Where ․ a legislature specifically authorizes cumulative punishment under two statutes, regardless of whether those two statutes proscribe the “same” conduct ․, a court's task of statutory construction is at an end and the prosecutor may seek and the trial court or jury may impose cumulative punishment under such statutes in a single trial.

Hunter, 459 U.S. at 368-69, 103 S.Ct. at 679. If the legislature expressly declares its will to inflict multiple punishments on the same conduct, the courts must respect its intent to do so—even if the two statutory offenses fail the Blockburger test. Id. at 368, 103 S.Ct. at 679. See also Dalo v. Commonwealth, 37 Va. App. 156, 165-69, 554 S.E.2d 705, 709-11 (2001), aff'd, 264 Va. 431, 570 S.E.2d 840 (2002).

The General Assembly will at times specify in the statutory text that a prosecution under a particular Code provision does not foreclose a prosecution under a different statute. These provisions manifest a clear legislative intent that prosecution for one crime does not foreclose prosecution for another crime, however similar or even identical that crime might be. For example, the carjacking statute, Code § 18.2-58.1, provides that “[t]he provisions of this section shall not preclude the applicability of any other provision of the criminal law of the Commonwealth which may apply to any course of conduct which violates this section.” Code § 18.2-58.1(C). Other statutes state that “[t]he provisions of this section shall not preclude prosecution under any other statute.” See, e.g., Code § 18.2-51.7(E) (female genital mutilation); Code § 18.2-204.1(E) (fraudulent use of birth certificates). Such language “expresses the legislative intent for multiple punishments.” Payne v. Commonwealth, 277 Va. 531, 539, 674 S.E.2d 835, 839 (2009). See also Turner v. Commonwealth, 221 Va. 513, 530, 273 S.E.2d 36, 47 (1980) (concluding that the General Assembly intended to punish both capital murder during the commission of robbery while armed with a deadly weapon under Code § 18.2-34(4) and the use of a firearm in the commission of a felony under Code § 18.2-53.1, because the latter statute expressly provided that the offense it defined “shall constitute a separate and distinct felony” from the predicate offense).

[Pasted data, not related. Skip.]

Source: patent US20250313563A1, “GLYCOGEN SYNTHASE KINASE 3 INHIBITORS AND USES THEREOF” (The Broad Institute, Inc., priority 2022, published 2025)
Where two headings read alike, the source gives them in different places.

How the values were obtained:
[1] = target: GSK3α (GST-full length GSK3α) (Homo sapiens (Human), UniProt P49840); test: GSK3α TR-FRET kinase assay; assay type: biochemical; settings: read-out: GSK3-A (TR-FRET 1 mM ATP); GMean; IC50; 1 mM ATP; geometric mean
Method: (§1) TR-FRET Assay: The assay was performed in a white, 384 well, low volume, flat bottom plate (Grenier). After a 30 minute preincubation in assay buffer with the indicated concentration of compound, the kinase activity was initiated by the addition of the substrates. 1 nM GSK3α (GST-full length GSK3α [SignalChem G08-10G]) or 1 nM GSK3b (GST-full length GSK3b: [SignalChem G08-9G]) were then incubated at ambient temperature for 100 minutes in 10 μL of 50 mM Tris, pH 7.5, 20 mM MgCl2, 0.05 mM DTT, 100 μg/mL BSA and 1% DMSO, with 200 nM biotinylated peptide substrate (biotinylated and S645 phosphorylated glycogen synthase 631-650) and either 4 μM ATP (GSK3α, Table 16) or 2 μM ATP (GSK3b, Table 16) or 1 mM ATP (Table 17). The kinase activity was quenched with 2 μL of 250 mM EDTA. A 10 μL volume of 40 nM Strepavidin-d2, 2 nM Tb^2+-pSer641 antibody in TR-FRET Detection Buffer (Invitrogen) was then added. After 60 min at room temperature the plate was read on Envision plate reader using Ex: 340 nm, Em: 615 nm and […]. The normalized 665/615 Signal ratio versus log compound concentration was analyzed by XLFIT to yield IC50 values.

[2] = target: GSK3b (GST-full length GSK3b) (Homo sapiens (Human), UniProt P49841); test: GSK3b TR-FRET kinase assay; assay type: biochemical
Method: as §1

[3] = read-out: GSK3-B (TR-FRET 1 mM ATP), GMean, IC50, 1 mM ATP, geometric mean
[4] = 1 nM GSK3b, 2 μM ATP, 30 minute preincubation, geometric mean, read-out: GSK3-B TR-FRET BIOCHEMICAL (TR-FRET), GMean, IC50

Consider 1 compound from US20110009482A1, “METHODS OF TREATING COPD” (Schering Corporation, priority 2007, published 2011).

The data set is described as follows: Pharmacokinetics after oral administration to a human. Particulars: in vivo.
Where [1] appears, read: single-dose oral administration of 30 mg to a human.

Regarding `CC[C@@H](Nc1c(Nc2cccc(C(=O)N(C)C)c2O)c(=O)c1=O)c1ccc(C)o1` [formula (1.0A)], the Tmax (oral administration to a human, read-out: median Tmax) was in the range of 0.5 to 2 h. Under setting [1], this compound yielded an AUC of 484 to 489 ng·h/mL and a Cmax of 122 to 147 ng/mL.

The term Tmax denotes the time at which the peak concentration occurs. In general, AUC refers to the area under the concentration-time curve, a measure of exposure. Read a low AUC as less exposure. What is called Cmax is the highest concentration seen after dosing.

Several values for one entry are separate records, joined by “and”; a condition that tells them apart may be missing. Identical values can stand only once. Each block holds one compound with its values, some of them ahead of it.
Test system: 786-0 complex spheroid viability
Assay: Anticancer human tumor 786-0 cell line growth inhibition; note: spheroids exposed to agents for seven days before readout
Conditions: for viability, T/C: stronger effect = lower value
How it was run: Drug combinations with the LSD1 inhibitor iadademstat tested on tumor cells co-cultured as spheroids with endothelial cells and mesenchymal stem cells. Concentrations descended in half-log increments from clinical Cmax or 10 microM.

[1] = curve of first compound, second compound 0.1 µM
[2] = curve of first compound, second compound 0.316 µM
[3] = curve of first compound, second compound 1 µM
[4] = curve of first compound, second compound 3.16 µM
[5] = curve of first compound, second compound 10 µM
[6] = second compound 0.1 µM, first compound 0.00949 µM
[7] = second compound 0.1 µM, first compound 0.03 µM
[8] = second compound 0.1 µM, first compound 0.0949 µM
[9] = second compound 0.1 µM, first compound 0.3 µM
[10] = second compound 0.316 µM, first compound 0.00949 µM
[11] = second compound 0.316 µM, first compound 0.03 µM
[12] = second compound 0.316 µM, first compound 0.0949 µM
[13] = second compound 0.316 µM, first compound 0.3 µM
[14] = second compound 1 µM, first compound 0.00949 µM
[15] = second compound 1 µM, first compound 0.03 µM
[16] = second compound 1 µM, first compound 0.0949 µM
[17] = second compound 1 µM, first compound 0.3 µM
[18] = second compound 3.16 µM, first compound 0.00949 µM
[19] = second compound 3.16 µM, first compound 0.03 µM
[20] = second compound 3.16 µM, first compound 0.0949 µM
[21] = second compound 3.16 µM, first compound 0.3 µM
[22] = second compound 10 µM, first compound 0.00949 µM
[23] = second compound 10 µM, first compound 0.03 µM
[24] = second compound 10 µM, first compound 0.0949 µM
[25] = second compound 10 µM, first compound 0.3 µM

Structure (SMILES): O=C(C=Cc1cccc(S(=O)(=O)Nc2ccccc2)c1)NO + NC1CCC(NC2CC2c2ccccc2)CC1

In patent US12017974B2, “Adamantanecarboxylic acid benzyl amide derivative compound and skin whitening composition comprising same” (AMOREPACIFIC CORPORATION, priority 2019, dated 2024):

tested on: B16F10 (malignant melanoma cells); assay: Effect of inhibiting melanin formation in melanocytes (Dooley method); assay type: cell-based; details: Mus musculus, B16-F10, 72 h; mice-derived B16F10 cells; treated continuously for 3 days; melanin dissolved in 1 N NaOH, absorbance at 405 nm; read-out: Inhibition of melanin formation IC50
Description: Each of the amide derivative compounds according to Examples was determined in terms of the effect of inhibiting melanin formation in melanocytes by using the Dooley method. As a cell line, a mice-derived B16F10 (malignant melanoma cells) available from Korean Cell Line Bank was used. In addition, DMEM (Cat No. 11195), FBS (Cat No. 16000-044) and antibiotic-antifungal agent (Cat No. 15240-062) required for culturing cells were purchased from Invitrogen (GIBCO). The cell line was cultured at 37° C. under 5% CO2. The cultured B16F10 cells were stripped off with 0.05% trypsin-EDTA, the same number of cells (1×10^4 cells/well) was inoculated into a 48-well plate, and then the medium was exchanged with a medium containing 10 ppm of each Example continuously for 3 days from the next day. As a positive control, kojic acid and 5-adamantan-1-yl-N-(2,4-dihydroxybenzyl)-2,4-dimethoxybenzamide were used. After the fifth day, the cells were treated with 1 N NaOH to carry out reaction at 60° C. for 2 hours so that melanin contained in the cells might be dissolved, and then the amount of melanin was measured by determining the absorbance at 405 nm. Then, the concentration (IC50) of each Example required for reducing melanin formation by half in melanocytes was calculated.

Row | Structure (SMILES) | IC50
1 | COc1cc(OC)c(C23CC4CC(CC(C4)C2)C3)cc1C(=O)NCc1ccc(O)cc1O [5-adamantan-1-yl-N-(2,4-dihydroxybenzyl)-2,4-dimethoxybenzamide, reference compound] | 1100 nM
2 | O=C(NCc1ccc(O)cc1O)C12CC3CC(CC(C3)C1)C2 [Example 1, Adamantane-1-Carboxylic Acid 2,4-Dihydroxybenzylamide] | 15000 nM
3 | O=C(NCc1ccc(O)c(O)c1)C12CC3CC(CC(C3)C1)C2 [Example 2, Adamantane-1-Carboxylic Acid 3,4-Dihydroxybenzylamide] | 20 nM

We also note that in other statutes the General Assembly has manifested the opposite intent, i.e. to foreclose multiple prosecutions under separate statutes. See Code § 18.2-415 (providing that “conduct prohibited under subdivision A, B or C of this section shall not be deemed ․ to include conduct otherwise made punishable under this title.”). See Battle v. Commonwealth, 50 Va. App. 135, 140-41, 647 S.E.2d 499, 501-02 (2007) (reversing conviction under Code § 18.2-415 because the conduct at issue could have been prosecuted under other statutes). Another example is Code § 19.2-294.1, which provides that “[w]henever any person is charged with a violation of [driving a motor vehicle while intoxicated under] § 18.2-266 ․ and with reckless driving in violation of § 46.2-852 ․ growing out of the same act or acts and is convicted of one of these charges, the court shall dismiss the remaining charge.”